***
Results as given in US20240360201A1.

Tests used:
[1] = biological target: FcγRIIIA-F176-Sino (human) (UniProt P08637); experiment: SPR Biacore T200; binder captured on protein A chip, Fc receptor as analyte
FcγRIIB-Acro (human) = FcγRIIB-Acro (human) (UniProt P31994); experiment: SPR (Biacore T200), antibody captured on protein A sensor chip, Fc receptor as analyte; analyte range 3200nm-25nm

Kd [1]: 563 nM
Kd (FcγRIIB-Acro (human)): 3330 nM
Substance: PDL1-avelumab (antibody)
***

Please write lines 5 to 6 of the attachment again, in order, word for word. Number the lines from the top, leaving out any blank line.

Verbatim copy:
Kd [1]: 563 nM
Kd (FcγRIIB-Acro (human)): 3330 nM